A South West beef farm manager exploring the path to carbon neutrality hopes early adoption of the practices will offer lucrative market advantages in the years ahead.
But he believes growers need to work together and help each other on the way to achieving ambitious targets set out by the industry.
For the past six months, Aruma Estate farm manager Quentin Blunsdon has been exploring the concept of carbon neutrality at the Cowaramup property.
The move comes after Meat and Livestock Australia last year set the ambitious target to be carbon neutral by 2030, committing Australian beef, lamb and goat production to make no net release of greenhouse gases by that time.
Mr Blunsdon — who has managed the farm for the past nine years — said it became apparent that early adoption would better place the business in the future.
He runs a self-replacing herd of 650 breeders — 45 per cent Angus, 45 per cent SimAngus and 10 per cent mixed breeds — across 890ha, supplying finishing cattle to domestic markets.
“It should give us a market advantage ... whether that’s marketing our own beef as carbon neutral or on-selling it to other finishers to assist them in marketing that themselves,” Mr Blunsdon said.
“Consumers and the wider public are starting to demand action on carbon neutrality in agriculture.
“We are always looking for the option to market our own beef.
At the moment it’s not viable to go down that line ourselves, but if we got to a point of carbon neutrality then it would become more lucrative.
More than 70 human-induced regeneration projects have been registered with the Commonwealth’s Emission Reduction Fund since the State Government’s landmark decision to approve the practice in WA in 2019. Under the program, landholders are required to make land management changes including re-vegetation and reducing grazing pressure during a 25-year period, earning Australian Carbon Credit Units for increasing the amount of carbon stored in the soil and vegetation.
It has been heralded as a “game changer” for pastoralists, but industry figures have questioned whether it is viable in other areas of the State.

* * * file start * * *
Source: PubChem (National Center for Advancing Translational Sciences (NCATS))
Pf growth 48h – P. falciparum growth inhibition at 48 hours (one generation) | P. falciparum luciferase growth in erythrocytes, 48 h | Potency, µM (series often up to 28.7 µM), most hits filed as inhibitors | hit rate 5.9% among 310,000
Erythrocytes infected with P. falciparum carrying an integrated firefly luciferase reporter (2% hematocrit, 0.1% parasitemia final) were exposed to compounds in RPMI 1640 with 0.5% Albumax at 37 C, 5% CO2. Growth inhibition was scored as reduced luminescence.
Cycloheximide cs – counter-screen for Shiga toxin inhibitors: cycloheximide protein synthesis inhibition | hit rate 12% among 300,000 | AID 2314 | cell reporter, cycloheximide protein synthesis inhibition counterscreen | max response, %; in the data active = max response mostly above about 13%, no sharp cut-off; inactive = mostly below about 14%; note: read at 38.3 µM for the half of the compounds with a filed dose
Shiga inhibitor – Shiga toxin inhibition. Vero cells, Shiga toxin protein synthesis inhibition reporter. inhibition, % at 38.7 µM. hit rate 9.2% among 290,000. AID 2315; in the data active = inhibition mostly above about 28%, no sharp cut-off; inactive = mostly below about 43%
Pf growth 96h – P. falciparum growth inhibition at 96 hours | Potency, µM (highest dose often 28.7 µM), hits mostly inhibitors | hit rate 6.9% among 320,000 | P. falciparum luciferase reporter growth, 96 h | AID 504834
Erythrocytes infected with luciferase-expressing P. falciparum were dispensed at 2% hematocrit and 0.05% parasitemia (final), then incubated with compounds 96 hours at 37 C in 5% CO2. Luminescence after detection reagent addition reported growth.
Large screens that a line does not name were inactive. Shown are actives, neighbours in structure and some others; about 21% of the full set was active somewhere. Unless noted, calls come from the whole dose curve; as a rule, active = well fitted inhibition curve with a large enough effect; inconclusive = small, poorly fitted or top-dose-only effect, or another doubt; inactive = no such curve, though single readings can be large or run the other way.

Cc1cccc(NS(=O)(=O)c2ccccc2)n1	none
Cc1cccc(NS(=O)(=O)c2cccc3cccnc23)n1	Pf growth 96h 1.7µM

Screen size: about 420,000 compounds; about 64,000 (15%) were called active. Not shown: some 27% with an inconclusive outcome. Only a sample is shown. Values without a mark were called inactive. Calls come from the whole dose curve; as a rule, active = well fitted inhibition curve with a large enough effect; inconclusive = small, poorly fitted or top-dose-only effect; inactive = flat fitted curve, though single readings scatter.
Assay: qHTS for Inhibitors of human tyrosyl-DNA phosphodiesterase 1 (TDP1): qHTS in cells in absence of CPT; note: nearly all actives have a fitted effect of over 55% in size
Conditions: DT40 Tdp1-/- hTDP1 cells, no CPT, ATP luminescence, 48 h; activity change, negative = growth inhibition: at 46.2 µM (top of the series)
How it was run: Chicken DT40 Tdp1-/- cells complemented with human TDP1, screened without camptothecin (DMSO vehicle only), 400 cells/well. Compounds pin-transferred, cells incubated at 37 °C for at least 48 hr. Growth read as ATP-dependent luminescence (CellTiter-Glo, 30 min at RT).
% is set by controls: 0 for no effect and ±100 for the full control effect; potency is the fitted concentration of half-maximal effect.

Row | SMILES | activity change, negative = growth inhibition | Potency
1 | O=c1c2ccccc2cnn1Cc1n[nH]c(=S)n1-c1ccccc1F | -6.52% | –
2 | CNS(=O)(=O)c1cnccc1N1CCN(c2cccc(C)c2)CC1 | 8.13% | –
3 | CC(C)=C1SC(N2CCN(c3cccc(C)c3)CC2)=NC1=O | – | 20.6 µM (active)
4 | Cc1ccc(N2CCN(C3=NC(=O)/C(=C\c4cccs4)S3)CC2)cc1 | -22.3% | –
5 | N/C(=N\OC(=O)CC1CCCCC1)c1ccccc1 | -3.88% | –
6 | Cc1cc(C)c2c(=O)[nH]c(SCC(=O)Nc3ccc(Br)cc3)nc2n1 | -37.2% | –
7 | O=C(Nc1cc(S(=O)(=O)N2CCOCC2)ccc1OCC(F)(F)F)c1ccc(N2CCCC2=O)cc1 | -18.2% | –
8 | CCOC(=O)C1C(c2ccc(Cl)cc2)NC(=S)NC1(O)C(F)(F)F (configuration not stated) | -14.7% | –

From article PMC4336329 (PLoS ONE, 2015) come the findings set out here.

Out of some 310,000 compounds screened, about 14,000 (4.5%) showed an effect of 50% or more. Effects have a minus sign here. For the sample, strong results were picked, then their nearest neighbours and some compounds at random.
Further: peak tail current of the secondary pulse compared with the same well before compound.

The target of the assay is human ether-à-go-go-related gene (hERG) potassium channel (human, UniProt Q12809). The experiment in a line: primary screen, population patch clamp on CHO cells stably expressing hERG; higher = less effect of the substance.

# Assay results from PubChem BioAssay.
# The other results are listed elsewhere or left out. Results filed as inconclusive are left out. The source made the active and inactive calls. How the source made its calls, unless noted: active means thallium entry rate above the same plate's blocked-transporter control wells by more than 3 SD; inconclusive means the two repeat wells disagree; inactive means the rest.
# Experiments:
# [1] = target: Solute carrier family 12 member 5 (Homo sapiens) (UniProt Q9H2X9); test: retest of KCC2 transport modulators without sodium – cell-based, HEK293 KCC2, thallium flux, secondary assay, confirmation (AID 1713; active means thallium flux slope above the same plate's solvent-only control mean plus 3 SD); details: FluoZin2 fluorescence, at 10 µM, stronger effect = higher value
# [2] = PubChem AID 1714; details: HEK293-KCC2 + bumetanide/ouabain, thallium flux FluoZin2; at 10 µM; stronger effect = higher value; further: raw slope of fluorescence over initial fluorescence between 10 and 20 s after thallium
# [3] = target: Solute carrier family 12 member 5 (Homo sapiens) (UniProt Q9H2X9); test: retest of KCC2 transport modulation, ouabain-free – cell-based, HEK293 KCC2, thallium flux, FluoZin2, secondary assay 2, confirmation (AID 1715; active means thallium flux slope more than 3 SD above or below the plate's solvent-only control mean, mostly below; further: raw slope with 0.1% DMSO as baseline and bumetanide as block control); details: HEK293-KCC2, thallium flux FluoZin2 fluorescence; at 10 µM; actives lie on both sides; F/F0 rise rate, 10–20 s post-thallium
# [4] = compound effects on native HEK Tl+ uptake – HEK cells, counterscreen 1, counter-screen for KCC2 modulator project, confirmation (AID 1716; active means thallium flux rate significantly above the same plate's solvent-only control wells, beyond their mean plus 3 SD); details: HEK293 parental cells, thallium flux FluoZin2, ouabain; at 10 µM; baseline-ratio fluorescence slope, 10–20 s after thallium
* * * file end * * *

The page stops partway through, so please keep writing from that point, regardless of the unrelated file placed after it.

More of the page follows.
Mr Blunsdon said at this stage, it was not viable to lock into a 25-year contract at Aruma Estate.
He said he was instead looking at other avenues to achieve their goal of a sustainable and viable beef enterprise.
“The biggest question we’ve asked ourselves is can we actually be carbon neutral as a beef enterprise,” Mr Blunsdon said.
“That’s what we’re trying to find the answer for, because at the moment it’s not looking like we can.
There’s plenty of things we can do, but we won’t be a productive, profitable business if we’ve got to cut our numbers to a lower level so we can plant more trees or different grasses.
Working with the South West Catchment Council, Mr Blunsdon said they had committed to assessing the farm’s emission levels and working out how they could be reduced.
A number of trials — including a spring and autumn multi-species pasture trial to extend the growing season and boost ground cover — are under way on the property.
Mr Blunsdon hoped they would assist in finding a solution to lowering the farm’s greenhouse gas emissions and assist in building soil and sequestering carbon.
“GrowSafe minerals are being applied to trial their ability to assist building soil microbes and assess if we can reduce our reliance on herbicides and pesticides by allowing natural beneficials to combat pests and weeds for us,” he said.
“(We are) also trialling the use of sulphur-coated urea, we are hoping that this product will give us the ability to apply nitrogen without the risk of excessive leaching and volatility of straight urea, which releases gases into the atmosphere during its breakdown and conversion process.”
He hopes more farmers will get involved, so they can bounce ideas off each other and take a united approach in meeting targets.
“(We’re) trying to understand where the industry is at and where other farmers are at,” Mr Blunson said.
Although we want to do it ourselves, we don’t want to go it alone, we want to help other people and have input from other farmers to work it out together.
“There is interest — it is gaining momentum.
“What we’re finding is the interest is from smaller land holdings, it’s very hard to find that interest for large landholders.
“With larger farmers it just seems to be too hard a subject to broach with them.”